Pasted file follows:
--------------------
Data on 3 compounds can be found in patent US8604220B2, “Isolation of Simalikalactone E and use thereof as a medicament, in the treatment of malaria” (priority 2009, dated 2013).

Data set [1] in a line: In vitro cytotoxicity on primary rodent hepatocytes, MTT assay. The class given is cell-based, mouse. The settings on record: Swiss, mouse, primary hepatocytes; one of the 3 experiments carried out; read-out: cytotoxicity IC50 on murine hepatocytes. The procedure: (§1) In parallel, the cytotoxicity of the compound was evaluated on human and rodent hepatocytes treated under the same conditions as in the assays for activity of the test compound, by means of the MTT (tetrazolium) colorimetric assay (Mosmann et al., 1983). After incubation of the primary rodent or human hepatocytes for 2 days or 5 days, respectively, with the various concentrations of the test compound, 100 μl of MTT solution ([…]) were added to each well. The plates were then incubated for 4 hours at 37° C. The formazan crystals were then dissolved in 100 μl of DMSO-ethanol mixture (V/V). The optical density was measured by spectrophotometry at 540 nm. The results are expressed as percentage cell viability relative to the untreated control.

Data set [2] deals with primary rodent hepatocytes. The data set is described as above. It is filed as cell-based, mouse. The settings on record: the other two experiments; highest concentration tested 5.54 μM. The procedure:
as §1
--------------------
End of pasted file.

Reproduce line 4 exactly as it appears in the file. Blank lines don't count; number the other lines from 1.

as §1